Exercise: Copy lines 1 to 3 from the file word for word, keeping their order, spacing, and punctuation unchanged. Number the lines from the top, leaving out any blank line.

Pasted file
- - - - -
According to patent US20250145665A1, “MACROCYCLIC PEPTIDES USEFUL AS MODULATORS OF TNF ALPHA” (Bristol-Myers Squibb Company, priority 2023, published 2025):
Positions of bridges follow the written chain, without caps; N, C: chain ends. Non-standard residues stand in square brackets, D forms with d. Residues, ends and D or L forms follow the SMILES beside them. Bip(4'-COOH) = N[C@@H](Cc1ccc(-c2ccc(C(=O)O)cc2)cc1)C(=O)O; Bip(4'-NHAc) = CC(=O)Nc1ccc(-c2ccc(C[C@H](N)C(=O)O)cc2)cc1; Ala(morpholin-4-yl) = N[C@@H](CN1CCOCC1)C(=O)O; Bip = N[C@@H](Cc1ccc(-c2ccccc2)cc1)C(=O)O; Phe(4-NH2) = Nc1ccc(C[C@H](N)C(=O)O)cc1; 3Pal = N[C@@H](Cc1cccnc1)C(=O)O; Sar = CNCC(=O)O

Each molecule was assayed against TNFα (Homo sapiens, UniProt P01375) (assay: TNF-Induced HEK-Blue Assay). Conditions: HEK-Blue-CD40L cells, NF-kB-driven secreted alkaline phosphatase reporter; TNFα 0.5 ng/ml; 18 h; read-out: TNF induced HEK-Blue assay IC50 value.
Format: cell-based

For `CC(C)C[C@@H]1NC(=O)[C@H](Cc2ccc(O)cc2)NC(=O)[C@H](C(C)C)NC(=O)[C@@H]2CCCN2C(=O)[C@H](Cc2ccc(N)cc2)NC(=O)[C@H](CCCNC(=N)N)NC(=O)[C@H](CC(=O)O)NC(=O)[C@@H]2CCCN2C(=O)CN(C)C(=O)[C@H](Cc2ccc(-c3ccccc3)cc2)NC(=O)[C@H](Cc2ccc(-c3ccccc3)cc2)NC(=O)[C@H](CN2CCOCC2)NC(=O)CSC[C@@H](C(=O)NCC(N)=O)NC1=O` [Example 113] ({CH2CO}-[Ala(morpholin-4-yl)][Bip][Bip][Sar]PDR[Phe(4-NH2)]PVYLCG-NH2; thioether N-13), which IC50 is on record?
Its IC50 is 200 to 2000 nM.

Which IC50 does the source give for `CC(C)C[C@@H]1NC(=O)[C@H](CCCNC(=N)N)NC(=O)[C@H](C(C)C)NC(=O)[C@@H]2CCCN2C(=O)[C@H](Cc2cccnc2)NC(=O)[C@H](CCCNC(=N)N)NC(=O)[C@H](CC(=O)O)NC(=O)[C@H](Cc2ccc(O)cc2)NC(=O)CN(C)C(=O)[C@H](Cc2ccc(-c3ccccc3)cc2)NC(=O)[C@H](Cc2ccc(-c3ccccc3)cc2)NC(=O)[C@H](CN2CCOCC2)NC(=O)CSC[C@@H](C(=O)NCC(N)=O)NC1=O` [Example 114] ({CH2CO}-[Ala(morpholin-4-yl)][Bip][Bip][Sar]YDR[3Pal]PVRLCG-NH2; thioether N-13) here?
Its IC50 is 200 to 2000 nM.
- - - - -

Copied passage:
According to patent US20250145665A1, “MACROCYCLIC PEPTIDES USEFUL AS MODULATORS OF TNF ALPHA” (Bristol-Myers Squibb Company, priority 2023, published 2025):
Positions of bridges follow the written chain, without caps; N, C: chain ends. Non-standard residues stand in square brackets, D forms with d. Residues, ends and D or L forms follow the SMILES beside them. Bip(4'-COOH) = N[C@@H](Cc1ccc(-c2ccc(C(=O)O)cc2)cc1)C(=O)O; Bip(4'-NHAc) = CC(=O)Nc1ccc(-c2ccc(C[C@H](N)C(=O)O)cc2)cc1; Ala(morpholin-4-yl) = N[C@@H](CN1CCOCC1)C(=O)O; Bip = N[C@@H](Cc1ccc(-c2ccccc2)cc1)C(=O)O; Phe(4-NH2) = Nc1ccc(C[C@H](N)C(=O)O)cc1; 3Pal = N[C@@H](Cc1cccnc1)C(=O)O; Sar = CNCC(=O)O

Each molecule was assayed against TNFα (Homo sapiens, UniProt P01375) (assay: TNF-Induced HEK-Blue Assay). Conditions: HEK-Blue-CD40L cells, NF-kB-driven secreted alkaline phosphatase reporter; TNFα 0.5 ng/ml; 18 h; read-out: TNF induced HEK-Blue assay IC50 value.